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Jack and the Beanstalk

  • Posted on April 12, 2014 at 1:41 pm

To be quite honest, old Jack has tapped me out. I have no idea what to write about this particular fairy tale. So I decided to try something stream-0f-consciousness, to see if I can get to the bottom of what Jack and the Beanstalk means to me. You see, I never really liked the tale, even as a child. It made no sense to me. If you were going to sell a cow, why would you do it for a few coins? Cows make milk, right? So why not keep the cow, scavenge for food around the forests and stuff, and try and survive that way?

So, yes, even as a child, I wasn’t easily fooled. I knew that no giant beanstalk would grow from a few green beans. I’d tried. It didn’t work. Magic, or not, beans did not equal giants. This was clear to me from a very young age. But there was one part of the fable that drew me. I loved the idea of the Harp of Gold and the Goose that Laid the Golden Eggs. These two prizes, seemed so very, very unreachable for me.

Perhaps it was because Harps always seemed so… elegant and rich to me. I tried very hard not to put myself down, but I knew I would never have that sort of beauty in my posession. And the goose? I wouldn’t even know how to care for it. So I envied Jack these few things. I wanted to have them, and he did, so I hated him. Amazing how easy it is to fall into sin that early.

The thing about these two prizes was, however, you had to pass by a giant to get them. And this giant wanted to grind your bones to make his bread. Clearly, the poor guy was calcium deficient and needed some kind of supplement.  I felt sorry for him! But at the same time, he was really, really annoying. All that fee-fi-foh-fum humdrum, it made no sense. Why let your prey escape by being so loud?

Also, the whole tale has no real conclusion. Yes, Jack cuts down the stalk, but what about the rest of the giants? Can’t they come down any time? Shouldn’t they be able to toss down some magic beans and then wreak revenge on the wayword Jack? Oh wait, I don’t remember THAT happening in the original story. Someone should tell Jack and the Beanstalk from the Giant’s point of view. That’d be nice.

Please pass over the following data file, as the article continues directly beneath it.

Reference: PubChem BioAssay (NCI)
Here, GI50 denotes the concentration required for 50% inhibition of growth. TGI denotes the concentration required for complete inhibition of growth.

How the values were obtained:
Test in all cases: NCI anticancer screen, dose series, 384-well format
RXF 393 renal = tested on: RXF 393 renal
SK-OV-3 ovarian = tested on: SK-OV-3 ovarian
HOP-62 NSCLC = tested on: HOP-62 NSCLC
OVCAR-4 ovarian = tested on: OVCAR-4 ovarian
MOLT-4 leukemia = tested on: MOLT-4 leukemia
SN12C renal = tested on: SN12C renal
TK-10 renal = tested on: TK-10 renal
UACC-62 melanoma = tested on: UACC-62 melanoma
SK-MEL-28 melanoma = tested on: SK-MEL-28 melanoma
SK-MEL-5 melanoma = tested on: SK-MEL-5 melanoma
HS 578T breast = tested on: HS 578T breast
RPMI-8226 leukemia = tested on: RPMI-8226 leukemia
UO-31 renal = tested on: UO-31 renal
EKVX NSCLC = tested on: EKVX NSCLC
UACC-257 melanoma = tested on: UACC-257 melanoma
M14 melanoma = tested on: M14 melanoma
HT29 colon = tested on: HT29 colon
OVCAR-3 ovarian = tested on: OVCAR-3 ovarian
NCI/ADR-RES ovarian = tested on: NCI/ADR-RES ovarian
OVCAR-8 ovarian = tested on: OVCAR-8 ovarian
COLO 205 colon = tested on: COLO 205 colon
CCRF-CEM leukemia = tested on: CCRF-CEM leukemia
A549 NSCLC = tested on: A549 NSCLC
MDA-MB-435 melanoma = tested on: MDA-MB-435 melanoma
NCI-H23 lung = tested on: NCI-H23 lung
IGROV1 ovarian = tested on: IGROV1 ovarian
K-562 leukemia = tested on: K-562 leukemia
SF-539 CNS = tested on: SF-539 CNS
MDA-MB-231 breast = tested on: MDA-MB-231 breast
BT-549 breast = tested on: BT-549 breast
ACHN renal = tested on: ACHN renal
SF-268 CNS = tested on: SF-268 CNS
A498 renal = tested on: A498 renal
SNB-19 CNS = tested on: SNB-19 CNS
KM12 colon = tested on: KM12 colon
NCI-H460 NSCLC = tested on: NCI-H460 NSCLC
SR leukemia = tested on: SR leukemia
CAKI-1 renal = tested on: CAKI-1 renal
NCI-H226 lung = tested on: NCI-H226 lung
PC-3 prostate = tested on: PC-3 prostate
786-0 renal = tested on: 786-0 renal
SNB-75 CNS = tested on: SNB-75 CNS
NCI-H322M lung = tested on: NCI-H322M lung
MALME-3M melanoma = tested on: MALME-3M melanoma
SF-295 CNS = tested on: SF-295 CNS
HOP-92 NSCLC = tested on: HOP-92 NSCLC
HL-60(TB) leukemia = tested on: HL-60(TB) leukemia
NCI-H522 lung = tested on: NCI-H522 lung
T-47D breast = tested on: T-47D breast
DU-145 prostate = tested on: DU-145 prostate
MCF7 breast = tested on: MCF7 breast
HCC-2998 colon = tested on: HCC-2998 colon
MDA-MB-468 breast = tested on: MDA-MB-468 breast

And another thing! There are NO female parts in that story, except for the ‘naggy mother’. Really? Maybe Jack should be Jill! Girls can climb giant beanpoles too! Although to be honest, I can’t think of a woman who’d sell a cow for a couple of magic beans. …Well, not off the top of my head anyway. That isn’t to say there aren’t any, just that I don’t know any. Perhaps Jill could climb the stalk and then make peace with the giant?

Well, now I’m getting into territory of a new novel, and that really can’t happen, so I’m going to end this respectable five hundred some odd words with this. Don’t sell your cow. Feed it grass. Milk it. Live. Be happy.

Eggs of the Golden Variety

  • Posted on April 5, 2014 at 12:32 pm

Papi didn’t have life insurance. He worked part time for four different companies. But he didn’t have anything to leave us when he passed. Mama was distraught. She was too used to being able to be pretty, nails done, hair cut every week, too used to being pampered to accept the death of the only man who ever truly loved her. My brother left town, on some bender through the next several towns on his way to Santa Monica. I was left with the baby, and the birds.

We had four chickens, Allah, Monica, Veronica and Dolce, one goose, Ricardo, and an old rooster named Bernardo. They lived in a coop in our back yard, and the noise they made sometimes kept the baby awake during her naptime. Little Isadora never did sleep very well. She kept us all awake at night with her crying, unless Papi came home, and held her. He sang to her, little songs from his homeland. I loved those songs.

Life was dull, colorless, without Papi’s songs, without his strength. I took to selling the eggs in the morning so that we could buy milk for Isadora, and bread and cheese. I barely felt it one morning when Ricardo nipped my fingers so hard they bled. We were all different, now that Papi was gone. Armando hadn’t been back home in weeks. Mama wouldn’t come out of her room, and spent all her time talking on the phone to grandmama in Oregan. I think she might have been planning to move us out there.